Here are some of the key risk factors for high blood pressure:

Aging
The risk of high blood pressure increases as you age. Men 45 years of age and older have an increased risk of hypertension. Women are more likely to develop high blood pressure at about 55 years old, or after menopause.

Family history
Genetics is a strong risk factor for high blood pressure. Hypertension tends to run in families. However, maintaining a healthy lifestyle, such as good eating habits and keep off extra weight, can help prolong the time you spend without the disease.

Ethnicity
People from African-Caribbean and South Asian decent tend to be at a greater risk for high blood pressure. African Americans also have increased rates of hypertension, can develop the condition earlier in life, and often have more serious complications than Caucasians.

Being overweight
Being overweight or obese creates an extra strain on your heart. Your blood pressure can rise with the more extra pounds you put on. More blood is circulated through your body and adds more pressure to your artery walls. Maintaining a healthy weight can help prevent high blood pressure.

Physically inactive
Without regular exercise to keep your heart strong, it has to pump harder to circulate your blood and puts extra stress on your arteries. Lack of physical activity also goes hand in hand with becoming overweight.

Unhealthy diet
Having too much fat and sugar in your diet can contribute to weight gain and increase your chances of high blood pressure. Eating a healthy diet with protein, fiber and plenty of fruits and vegetables can even help lower blood pressure.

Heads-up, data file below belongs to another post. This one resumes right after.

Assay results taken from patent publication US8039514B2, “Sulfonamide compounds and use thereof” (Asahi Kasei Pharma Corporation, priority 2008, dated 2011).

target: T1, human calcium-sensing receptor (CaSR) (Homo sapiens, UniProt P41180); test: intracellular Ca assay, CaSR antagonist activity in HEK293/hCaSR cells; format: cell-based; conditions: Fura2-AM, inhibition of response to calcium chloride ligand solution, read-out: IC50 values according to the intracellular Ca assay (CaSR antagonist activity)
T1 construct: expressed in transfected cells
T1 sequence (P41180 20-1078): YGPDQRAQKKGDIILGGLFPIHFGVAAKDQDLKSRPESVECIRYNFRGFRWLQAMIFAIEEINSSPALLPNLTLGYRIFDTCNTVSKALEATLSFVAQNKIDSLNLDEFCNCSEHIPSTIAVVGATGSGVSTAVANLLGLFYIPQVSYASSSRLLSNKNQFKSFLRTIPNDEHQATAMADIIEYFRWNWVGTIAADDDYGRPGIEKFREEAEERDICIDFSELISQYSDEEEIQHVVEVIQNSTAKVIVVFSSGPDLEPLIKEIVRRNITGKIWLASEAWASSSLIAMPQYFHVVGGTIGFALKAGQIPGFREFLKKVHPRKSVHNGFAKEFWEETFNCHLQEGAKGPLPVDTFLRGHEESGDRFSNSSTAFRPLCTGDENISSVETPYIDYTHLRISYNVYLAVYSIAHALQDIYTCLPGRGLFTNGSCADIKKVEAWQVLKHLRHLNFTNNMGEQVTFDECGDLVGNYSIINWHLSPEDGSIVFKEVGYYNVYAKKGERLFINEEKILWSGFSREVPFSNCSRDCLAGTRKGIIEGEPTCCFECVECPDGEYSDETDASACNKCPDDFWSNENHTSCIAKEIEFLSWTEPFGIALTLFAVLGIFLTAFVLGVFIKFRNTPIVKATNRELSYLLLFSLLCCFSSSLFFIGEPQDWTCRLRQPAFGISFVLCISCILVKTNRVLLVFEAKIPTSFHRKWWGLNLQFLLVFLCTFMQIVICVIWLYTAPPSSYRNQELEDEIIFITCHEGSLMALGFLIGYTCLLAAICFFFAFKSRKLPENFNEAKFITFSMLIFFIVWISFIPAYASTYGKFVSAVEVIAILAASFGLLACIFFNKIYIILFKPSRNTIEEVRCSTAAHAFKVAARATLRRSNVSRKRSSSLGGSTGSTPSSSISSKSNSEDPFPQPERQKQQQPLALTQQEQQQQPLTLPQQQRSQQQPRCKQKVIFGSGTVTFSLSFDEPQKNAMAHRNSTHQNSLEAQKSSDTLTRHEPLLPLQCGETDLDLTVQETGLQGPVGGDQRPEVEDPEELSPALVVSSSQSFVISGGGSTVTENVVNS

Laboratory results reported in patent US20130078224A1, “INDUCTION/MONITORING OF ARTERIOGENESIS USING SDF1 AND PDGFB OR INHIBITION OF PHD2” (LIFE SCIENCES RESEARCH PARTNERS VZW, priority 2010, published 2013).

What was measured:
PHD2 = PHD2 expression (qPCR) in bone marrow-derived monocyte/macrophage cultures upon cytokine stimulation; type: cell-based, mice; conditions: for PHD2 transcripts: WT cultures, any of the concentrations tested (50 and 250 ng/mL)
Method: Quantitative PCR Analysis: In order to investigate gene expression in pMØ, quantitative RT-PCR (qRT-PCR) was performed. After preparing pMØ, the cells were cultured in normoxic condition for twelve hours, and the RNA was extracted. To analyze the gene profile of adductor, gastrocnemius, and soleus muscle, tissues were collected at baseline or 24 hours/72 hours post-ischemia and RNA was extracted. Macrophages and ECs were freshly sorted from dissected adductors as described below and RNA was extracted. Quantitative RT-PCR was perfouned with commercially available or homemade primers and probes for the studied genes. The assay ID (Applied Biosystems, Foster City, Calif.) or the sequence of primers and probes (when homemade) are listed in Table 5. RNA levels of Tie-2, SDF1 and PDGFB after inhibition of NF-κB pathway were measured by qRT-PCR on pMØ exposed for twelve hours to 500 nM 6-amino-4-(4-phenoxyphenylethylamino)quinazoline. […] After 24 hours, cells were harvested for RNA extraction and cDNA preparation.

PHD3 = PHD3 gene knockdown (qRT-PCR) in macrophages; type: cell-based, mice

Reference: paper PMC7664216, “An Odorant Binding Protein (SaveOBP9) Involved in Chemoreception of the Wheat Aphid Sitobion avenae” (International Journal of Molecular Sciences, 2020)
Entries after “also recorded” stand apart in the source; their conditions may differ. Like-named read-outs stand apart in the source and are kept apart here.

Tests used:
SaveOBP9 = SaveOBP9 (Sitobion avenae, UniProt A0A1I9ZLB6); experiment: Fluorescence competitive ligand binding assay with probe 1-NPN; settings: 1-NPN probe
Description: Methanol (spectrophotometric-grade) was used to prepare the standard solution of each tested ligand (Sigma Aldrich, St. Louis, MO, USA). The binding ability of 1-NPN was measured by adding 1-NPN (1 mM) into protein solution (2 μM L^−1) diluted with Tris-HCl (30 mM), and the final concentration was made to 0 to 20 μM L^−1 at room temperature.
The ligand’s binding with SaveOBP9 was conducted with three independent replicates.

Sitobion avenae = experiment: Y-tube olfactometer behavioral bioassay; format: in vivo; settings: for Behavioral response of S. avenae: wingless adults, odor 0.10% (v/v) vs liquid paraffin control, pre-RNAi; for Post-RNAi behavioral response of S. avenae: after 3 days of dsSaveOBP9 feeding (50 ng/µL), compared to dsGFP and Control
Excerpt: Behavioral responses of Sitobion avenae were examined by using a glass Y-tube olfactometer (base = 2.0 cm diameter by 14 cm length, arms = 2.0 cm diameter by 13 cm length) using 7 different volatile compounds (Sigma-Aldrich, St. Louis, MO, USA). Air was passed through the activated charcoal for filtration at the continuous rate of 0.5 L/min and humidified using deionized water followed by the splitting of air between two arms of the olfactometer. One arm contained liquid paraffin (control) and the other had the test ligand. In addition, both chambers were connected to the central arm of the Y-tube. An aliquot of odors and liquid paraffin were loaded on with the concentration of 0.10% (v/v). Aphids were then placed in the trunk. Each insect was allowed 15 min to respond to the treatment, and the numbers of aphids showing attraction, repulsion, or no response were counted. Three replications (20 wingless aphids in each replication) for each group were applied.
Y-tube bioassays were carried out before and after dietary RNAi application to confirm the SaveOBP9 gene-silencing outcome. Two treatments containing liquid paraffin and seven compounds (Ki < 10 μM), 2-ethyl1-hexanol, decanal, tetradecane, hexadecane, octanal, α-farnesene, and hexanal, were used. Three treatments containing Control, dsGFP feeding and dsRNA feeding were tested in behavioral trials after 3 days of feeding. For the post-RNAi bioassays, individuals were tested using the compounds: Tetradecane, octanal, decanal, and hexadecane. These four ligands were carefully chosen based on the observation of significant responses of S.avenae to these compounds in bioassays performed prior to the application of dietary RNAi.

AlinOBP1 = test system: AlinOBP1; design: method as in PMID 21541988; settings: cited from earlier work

Too much salt
A high sodium diet can raise your blood pressure. When you eat too much salt, your body retains fluid which can increase blood pressure. Keep your salt intake to a minimum.

Using tobacco
Smoking or chewing tobacco raises your blood pressure temporarily. However, the chemicals in tobacco can also damage the lining in your artery walls. Your arteries can narrow and raise your blood pressure.

Overindulging in alcohol
Drinking too much alcohol can also increase your risk of hypertension. Over time, it damages your heart. Limiting yourself to one glass of alcohol a day if you’re a woman and two glasses a day if you’re a man can help you avoid high blood pressure.

So, while my age and my family genetics may be going against me, it seems that I can help lower my chances of developing high blood pressure by living a more balanced lifestyle. By exercising, eating right and maintaining a healthy weight, I may be able to keep high blood pressure at bay. That’s all the more reason to live a balanced life!